The advocacy group Cage has withdrawn its judicial review of the Charity Commission's actions over the Joseph Rowntree Charitable Trust after the commission acknowledged in the High Court yesterday that it had no power to forbid charities to fund organisations in the future.
Cage had sought the review after the commission wrote to charities that had previously funded Cage, including the JRCT, seeking "unequivocal assurances" that they would not offer further funding either now or in the future. The JRCT gave the assurances after what it called "extreme regulatory pressure".
The commission’s actions came after comments were made at a press conference by Asim Qureshi, the director of Cage, in February, revealing the group had interacted with the British-born Isis militant Mohammed Emwazi and saying he had been a "beautiful young man". Emwazi, known as "Jihadi John", is believed to to have beheaded several hostages.
In yesterday's hearing before the Lord Chief Justice, Lord Thomas, and Mr Justice Ouseley, counsel for Cage and the JRCT, which was represented as an interested party, argued that the commission did not have the power to demand assurances that would fetter the discretion of charity trustees in the future.
The commission, however, contended that it had sought the assurances under its duties in the Charities Act 2011 to give advice and guidance and increase public trust and confidence in charities, and that the JRCT could have disregarded its advice.
In exchanges with counsel, both judges questioned why the exchanges between the commission and the JRCT had been conducted under such tight deadlines, expressed surprise that so much time and public and charitable money had been expended on the dispute, and contended that there was not much distance between the parties.
They urged the parties to come an agreement and, after negotiations outside the court, a statement by the commission was drawn up on the basis of which the action was withdrawn.
The statement said: "Trustees must be free to exercise their fiduciary powers and duties in light of the circumstances that exist at the time, if acting properly within their objects and powers and in the best interests of the charity.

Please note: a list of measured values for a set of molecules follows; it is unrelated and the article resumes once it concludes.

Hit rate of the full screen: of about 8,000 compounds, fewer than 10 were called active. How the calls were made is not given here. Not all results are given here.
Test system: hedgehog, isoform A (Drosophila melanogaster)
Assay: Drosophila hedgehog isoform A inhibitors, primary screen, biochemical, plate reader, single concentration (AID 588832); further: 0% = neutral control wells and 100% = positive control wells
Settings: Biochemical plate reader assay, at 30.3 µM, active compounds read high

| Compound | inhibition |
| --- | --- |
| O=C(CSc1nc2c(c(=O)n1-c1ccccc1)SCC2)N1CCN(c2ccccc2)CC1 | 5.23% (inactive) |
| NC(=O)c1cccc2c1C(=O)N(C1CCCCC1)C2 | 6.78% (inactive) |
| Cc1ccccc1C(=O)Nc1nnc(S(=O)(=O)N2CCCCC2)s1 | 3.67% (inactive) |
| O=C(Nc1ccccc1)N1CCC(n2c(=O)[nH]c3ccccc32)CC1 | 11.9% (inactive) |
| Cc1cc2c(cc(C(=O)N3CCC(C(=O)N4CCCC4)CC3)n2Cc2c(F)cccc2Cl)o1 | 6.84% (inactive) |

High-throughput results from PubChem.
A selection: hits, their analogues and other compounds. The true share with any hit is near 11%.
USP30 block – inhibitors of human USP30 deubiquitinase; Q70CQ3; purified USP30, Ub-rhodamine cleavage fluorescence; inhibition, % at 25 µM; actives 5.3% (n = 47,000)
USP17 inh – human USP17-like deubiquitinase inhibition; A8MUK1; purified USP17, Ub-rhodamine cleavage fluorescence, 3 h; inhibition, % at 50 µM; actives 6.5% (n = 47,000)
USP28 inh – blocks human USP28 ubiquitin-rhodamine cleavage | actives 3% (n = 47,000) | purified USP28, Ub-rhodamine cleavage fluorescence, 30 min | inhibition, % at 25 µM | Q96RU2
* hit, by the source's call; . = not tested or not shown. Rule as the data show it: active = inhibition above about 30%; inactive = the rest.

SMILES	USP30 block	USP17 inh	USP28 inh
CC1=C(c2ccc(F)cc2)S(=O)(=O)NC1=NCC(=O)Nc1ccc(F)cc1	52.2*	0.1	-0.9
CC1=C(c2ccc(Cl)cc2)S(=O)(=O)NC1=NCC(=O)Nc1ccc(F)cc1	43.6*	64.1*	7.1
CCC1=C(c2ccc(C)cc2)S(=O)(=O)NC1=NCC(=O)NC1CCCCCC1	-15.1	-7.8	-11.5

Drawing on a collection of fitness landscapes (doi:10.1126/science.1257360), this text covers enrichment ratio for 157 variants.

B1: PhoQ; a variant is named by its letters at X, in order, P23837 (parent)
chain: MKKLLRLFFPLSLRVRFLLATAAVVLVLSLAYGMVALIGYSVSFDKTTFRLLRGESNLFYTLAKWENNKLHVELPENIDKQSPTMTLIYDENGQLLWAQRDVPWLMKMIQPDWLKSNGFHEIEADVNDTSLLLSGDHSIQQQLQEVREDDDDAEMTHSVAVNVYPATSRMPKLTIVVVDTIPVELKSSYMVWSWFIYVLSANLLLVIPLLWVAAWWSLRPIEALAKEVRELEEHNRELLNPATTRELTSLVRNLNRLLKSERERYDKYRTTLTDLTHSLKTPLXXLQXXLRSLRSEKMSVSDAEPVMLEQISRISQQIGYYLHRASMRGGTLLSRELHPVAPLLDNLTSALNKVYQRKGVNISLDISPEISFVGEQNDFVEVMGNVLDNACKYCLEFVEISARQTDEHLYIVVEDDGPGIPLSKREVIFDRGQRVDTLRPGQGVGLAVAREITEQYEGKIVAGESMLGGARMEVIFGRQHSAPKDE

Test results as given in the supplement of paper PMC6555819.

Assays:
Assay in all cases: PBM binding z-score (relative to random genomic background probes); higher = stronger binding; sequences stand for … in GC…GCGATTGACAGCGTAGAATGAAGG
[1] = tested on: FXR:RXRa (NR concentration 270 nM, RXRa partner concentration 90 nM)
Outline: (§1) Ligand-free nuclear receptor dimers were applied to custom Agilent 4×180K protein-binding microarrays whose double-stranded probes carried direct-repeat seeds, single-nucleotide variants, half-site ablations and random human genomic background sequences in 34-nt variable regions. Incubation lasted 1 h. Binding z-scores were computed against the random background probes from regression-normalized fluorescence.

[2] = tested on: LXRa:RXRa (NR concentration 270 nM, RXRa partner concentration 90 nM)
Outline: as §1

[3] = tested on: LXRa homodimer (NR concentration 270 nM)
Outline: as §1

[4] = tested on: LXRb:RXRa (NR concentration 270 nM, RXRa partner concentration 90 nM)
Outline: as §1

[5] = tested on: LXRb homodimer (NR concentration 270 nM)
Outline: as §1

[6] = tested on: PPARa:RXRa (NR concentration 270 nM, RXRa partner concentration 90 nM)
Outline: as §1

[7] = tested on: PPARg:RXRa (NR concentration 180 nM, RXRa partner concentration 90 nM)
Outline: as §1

"The commission does not seek to fetter charities' exercise of discretion whether to fund the charitable activities of Cage for all time, irrespective of current circumstances.
"The commission recognises that it has no power to require trustees to fetter the future exercise of their fiduciary duties under its general power to give advice and guidance. In consequence, there is no obligation on the trustees of the JRCT to fetter the proper and lawful exercise of their discretion in the future."
After the case, Cage said the Charity Commission had been forced to climb down from an attempt to prohibit charities from funding it. "Cage is grateful for the wide-ranging support it has received," it said in a statement. "This is an important vindication of our position.
"We know this will come as a relief to the whole charity sector and the attempt to interfere with the lawful activities of civil society has been blocked."
A JRCT spokeswoman welcomed the commission’s clarification in its statement that it could not direct charities unless it was conducting a statutory inquiry or ask funding bodies to bind their future discretion.
"These are important principles that underpin the ability of charities to make their own decisions within the law to work on difficult issues and respond to changing need," she said.
A Charity Commission spokeswoman welcomed the withdrawal of the review and said that the case had always been about defending the commission’s responsibility for protecting the public trust and confidence in charity: "It was on that basis that we sought assurances from trustees about the funding of Cage."
She said it had always been clear trustees had the right to exercise their discretion when acting in the best interests of their charity, subject to "appropriate supervision" by the commission. She added: "We regret that this judicial process has dragged out, consuming charitable and public funds."